United Kingdom constituencies
In the United Kingdom
(UK), each of the electoral areas or divisions called constituencies
elect one member to a parliament or assembly, with the exception of European Parliament
and Northern Ireland Assembly
constituencies which are multi member constituencies.
Within the United Kingdom there are five bodies with members elected by electoral districts called "constituencies" as opposed to "wards":
Between 1921 and 1973 the following body also included members elected by constituencies:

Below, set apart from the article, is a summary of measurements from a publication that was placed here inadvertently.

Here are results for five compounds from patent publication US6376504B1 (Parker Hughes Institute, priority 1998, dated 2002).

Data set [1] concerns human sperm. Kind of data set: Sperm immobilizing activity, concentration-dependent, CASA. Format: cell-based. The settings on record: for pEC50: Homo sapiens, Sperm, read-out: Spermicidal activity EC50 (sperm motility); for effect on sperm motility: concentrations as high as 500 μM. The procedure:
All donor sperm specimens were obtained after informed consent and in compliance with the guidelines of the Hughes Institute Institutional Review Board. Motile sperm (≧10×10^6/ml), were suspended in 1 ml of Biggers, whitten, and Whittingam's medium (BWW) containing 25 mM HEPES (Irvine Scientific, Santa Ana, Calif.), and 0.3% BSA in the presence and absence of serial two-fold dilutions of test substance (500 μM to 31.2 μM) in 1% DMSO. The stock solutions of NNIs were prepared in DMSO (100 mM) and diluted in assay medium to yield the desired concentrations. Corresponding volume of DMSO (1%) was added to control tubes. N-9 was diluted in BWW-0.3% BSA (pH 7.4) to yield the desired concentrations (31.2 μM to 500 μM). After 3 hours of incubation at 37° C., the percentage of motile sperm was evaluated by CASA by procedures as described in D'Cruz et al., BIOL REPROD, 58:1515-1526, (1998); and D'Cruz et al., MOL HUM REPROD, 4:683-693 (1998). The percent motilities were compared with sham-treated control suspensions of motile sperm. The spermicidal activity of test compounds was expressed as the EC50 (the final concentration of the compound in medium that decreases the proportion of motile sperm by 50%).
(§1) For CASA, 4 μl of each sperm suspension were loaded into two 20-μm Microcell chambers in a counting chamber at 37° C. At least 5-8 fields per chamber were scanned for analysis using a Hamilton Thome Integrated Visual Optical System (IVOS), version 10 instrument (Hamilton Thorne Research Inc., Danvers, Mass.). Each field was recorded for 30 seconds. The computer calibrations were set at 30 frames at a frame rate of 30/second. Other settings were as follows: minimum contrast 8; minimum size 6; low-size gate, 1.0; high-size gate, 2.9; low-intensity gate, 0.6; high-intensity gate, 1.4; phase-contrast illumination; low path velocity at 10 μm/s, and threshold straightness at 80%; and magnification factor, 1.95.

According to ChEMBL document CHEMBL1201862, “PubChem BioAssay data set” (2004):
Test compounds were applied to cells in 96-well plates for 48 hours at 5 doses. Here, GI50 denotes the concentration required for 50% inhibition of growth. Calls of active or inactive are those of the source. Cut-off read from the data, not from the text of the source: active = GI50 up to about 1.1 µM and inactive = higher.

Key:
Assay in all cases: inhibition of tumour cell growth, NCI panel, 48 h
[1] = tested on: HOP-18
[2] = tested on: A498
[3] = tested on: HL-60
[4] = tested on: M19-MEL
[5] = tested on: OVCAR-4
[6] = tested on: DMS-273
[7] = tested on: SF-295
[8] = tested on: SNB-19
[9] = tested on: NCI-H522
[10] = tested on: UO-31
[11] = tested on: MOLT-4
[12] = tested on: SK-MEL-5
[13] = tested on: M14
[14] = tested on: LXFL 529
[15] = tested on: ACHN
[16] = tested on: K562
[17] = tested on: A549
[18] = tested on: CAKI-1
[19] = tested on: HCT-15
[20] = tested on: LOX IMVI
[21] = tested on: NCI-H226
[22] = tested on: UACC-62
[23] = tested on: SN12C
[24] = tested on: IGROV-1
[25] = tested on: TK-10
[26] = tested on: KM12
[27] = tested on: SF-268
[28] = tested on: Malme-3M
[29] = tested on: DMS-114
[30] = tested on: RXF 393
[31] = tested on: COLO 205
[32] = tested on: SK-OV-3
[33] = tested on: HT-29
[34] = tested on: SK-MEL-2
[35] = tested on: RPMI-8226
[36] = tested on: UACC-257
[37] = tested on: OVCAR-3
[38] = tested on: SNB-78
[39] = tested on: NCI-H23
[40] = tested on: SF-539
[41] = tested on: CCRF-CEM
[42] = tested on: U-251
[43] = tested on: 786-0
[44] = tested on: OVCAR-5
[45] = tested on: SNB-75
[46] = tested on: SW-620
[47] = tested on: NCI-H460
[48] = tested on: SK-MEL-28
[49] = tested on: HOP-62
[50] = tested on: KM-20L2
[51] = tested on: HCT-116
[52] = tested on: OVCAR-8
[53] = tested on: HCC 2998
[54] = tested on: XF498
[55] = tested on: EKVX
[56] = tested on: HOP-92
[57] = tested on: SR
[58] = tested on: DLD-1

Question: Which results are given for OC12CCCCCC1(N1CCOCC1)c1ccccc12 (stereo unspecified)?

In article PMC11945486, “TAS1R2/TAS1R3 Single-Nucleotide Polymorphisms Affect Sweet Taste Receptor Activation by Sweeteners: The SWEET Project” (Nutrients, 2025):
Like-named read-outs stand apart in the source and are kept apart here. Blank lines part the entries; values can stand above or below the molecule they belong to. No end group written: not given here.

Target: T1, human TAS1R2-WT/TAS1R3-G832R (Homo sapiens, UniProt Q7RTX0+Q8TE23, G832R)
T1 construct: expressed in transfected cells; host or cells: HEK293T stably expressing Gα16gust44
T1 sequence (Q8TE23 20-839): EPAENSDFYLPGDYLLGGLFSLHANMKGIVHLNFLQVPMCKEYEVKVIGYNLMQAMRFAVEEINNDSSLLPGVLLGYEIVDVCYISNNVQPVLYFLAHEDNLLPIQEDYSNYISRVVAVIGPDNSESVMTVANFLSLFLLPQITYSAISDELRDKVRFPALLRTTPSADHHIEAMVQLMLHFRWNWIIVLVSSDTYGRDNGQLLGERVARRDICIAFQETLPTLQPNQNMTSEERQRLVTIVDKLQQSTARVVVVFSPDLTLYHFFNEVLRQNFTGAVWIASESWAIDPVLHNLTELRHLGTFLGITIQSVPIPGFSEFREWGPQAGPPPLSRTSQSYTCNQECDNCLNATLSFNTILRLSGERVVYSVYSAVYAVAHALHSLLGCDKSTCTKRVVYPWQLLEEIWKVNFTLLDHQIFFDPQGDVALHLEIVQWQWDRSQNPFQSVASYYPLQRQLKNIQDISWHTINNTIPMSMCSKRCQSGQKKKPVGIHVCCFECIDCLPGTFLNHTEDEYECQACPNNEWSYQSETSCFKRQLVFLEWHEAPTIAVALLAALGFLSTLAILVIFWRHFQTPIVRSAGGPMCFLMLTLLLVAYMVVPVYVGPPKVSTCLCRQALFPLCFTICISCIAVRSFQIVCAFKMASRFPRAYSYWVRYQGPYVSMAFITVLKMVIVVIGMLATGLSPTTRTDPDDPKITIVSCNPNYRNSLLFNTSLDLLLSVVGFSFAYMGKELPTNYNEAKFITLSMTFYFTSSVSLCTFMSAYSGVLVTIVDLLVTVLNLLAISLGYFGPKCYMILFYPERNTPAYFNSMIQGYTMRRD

Electoral areas called constituencies are also used in elections to the European Parliament. (See European Parliament constituencies.)
In local government elections (other than for the London Assembly) electoral areas are called wards or electoral divisions.
House of Commons, Northern Ireland Assembly, Scottish Parliament and Welsh Assembly constituencies are designated as either county or borough constituencies, except that in Scotland the term burgh is used instead of borough. Since the advent of universal suffrage, the differences between county and borough constituencies are slight. Formerly (see below) the franchise differed, and there were also county borough and university constituencies.
This page was last edited on 9 November 2017, at 13:22.
under CC BY-SA license.